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The Alabama Supreme Court will not hear the case of Yelverton’s, Inc. v. Jefferson County, which allows the opinion of the Court of Civil Appeals to stand. The taxpayer in this case was found not to have nexus in Jefferson County, and was therefore not required to collect and remit local sales tax for that locally administered jurisdiction. Yelverton’s, a retailer located in Walker County, did not charge local tax for sales shipped into Jefferson County as they did not feel they met nexus requirements for doing so. Jefferson County felt they could interpret substantial nexus differently than the state, and that Yelverton’s had indeed met their nexus requirements. The Court of Civil Appeals had sided with the taxpayer by deciding that while local jurisdictions could issue their own regulations, those regulations should not be too dissimilar from the state’s laws. (Yelverton’s Inc. v. Jefferson County, Court of Civil Appeals of Alabama, No. 2951320, 5/9/97)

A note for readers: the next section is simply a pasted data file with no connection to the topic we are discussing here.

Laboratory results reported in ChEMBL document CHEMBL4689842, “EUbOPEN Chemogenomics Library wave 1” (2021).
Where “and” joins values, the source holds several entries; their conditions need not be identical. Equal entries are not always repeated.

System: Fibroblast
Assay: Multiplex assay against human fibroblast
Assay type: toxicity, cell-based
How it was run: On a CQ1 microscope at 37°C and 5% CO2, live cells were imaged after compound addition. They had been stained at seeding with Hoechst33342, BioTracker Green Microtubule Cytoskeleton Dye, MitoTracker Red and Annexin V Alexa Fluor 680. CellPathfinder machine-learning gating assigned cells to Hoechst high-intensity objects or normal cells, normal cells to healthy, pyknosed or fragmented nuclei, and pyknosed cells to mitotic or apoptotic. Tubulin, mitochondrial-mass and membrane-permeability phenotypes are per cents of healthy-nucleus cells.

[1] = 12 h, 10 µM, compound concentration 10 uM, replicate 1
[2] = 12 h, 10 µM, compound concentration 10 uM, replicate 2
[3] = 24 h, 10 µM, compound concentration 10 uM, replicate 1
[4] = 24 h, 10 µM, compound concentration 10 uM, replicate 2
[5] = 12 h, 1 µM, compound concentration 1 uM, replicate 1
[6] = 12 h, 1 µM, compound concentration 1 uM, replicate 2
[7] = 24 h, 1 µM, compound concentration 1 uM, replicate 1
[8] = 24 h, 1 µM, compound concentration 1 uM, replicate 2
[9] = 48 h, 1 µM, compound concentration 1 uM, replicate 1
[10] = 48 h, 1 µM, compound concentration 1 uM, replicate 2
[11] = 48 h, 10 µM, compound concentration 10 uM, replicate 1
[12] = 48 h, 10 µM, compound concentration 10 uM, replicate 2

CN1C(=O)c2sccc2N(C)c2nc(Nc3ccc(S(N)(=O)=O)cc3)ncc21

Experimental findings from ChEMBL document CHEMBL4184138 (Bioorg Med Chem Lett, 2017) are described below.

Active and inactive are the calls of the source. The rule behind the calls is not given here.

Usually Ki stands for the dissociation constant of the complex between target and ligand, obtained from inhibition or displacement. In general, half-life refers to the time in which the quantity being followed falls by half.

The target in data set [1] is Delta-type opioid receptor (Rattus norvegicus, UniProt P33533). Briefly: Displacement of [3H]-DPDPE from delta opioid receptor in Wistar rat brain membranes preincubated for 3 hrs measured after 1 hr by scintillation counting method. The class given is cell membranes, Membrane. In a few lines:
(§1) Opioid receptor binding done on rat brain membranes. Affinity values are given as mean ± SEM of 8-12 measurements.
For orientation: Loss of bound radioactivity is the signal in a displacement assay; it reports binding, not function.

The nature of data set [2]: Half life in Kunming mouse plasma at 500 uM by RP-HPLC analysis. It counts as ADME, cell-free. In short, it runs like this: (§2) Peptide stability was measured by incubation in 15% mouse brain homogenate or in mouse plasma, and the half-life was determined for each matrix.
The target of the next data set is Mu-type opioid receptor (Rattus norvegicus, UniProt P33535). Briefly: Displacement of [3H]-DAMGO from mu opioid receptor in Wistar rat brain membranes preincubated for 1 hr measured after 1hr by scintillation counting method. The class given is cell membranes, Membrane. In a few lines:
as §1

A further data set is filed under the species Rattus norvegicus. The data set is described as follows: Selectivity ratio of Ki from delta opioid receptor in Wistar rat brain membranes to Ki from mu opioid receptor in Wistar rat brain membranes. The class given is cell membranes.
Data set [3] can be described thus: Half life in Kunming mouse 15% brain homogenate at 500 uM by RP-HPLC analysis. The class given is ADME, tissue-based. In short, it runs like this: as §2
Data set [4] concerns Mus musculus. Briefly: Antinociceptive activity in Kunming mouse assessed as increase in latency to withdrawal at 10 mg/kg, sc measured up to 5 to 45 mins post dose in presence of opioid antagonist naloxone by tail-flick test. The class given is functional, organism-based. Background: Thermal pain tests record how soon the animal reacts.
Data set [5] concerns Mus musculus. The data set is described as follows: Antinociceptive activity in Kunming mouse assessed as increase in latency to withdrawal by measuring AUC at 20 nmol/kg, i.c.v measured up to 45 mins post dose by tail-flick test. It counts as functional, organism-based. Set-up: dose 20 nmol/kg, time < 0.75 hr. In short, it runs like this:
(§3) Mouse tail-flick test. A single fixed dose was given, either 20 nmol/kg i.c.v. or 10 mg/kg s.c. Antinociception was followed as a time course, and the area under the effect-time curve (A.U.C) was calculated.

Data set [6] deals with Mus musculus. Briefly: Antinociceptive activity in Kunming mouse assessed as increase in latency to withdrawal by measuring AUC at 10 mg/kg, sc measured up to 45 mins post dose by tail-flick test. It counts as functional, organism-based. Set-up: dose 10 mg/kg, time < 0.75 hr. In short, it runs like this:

In a ruling by the Texas Comptroller’s office, an out of state business whose only presence in Texas was software licensed to customers, was deemed to maintain a sufficient presence or nexus such that it is required to collect Texas use tax on it license fees. The state argued that the software is tangible personal property and the licenses are akin to leases and therefore the software company maintained property within the state. The number of licenses and the fact that they were not perpetual "shrink-wrap" licenses provided a sufficient presence in the Comptroller’s opinion. (Texas Comptroller of Public Accounts, Hearing No. 36,237, July 21, 1998)



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